Like many families, the Gogarty clan of Ireland has their fair share of problems: Millie, the grandmother, has a penchant for shoplifting. Kevin, Millie’s son, faces a mid-life crisis when he struggles to find a new job. Aideen, Kevin’s daughter, doesn’t understand why she’s being sent to boarding school.

The book switches between points of the view of the ensemble cast, and if I’m being completely honest, there’s a bit of a slow start in the first third of the book or so. But then, things get REALLY interesting. Obviously, I can’t describe the plot twist, but I will say that it comes out of nowhere, and from that point on, it’s one thing after another, and I couldn’t even begin to predict what was going to happen next.

The bottom line, however, is that Good Eggs is absolutely hilarious. The characters are realistic and down-to-earth, and while I didn’t always agree with their decisions, they are understandable. Except for Kevin—he was a bit of an ass, but it’s fair to assume that his characterization is intentional, so well played. And it was certainly fun to watch Kevin go about his business and manage multiple family crises, all while trying to stay hip and relevant.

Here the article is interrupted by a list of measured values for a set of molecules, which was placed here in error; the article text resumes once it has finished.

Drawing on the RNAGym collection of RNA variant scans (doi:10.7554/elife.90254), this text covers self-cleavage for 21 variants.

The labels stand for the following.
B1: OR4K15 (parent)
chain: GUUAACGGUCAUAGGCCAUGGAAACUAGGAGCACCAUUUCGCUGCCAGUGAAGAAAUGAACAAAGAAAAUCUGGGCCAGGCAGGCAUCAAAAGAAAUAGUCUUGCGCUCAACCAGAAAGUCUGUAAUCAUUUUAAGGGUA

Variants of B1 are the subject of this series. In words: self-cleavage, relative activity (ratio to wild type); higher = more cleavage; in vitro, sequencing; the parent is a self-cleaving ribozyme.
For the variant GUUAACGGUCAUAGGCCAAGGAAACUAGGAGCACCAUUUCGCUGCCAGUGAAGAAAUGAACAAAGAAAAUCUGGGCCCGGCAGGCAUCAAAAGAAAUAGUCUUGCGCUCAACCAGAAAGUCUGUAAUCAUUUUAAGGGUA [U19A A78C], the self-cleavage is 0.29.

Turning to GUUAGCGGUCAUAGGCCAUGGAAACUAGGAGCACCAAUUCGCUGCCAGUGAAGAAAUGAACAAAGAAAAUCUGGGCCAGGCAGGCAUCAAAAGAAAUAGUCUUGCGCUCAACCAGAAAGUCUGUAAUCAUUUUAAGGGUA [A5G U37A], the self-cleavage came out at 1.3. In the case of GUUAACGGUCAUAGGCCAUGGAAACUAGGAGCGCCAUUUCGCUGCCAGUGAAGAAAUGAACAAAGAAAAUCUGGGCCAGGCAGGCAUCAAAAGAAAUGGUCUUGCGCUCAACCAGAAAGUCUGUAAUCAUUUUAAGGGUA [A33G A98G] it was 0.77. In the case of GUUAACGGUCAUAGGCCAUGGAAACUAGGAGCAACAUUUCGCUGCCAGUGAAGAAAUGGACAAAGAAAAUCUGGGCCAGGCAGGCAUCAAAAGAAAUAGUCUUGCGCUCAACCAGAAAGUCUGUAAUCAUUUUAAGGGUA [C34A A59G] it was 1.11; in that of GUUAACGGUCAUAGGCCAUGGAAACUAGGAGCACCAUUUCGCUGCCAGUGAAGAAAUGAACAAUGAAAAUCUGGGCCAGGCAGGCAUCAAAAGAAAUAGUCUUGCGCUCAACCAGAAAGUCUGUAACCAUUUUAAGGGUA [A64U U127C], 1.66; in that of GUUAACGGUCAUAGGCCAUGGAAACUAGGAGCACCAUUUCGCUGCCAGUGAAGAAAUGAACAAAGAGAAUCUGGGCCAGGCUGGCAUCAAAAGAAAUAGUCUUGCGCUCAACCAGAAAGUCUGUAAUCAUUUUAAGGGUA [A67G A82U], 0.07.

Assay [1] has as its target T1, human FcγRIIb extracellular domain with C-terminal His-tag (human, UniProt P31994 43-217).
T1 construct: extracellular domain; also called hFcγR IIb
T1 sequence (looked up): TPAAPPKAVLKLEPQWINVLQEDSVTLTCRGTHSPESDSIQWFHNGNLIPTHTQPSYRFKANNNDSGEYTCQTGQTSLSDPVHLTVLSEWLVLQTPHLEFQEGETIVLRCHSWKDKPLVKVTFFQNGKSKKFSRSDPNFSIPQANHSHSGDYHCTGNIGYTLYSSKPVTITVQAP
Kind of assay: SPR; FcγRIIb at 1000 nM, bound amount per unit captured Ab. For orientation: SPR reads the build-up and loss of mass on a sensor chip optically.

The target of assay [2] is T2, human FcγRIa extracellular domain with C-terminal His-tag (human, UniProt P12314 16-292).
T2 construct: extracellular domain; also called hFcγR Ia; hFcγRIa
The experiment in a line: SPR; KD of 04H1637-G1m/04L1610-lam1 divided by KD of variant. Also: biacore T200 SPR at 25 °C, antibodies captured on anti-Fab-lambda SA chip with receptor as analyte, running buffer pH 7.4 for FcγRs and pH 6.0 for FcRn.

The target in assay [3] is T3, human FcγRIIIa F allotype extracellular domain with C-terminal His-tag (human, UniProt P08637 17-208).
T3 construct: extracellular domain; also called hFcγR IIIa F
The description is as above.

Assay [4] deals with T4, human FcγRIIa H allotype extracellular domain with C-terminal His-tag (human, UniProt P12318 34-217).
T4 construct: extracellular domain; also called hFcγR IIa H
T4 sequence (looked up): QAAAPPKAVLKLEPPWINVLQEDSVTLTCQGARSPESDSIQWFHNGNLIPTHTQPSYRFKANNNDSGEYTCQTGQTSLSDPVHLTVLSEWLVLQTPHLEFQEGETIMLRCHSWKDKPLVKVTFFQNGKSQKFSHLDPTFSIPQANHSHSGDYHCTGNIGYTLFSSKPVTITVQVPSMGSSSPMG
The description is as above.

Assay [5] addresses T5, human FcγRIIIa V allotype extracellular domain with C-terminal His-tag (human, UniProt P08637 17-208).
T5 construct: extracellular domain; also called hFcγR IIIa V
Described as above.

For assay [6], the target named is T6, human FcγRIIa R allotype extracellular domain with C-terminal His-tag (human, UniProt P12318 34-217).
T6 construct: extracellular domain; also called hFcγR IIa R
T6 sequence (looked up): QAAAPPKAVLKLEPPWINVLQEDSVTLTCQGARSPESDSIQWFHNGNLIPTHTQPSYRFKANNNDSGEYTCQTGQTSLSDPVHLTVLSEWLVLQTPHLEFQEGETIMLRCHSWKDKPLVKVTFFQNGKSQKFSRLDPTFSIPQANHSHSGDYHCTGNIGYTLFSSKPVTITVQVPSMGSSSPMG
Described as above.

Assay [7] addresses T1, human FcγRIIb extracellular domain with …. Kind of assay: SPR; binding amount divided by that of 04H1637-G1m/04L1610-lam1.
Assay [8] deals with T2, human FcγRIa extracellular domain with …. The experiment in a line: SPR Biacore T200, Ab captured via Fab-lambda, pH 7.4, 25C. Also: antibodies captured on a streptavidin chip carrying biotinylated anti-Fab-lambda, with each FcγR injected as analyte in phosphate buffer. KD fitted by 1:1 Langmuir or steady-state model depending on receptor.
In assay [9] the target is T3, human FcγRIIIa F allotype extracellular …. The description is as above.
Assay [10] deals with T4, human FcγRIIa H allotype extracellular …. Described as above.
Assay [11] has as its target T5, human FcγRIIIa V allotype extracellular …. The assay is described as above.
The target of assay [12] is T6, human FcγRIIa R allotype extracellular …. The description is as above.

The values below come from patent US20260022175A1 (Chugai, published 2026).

I would recommend Good Eggs. This is an amazing debut, and I thoroughly enjoyed reading this very funny book. I’m looking forward to reading more from Hardiman in the future.

I received an ARC of this book from Atria Books/NetGalley

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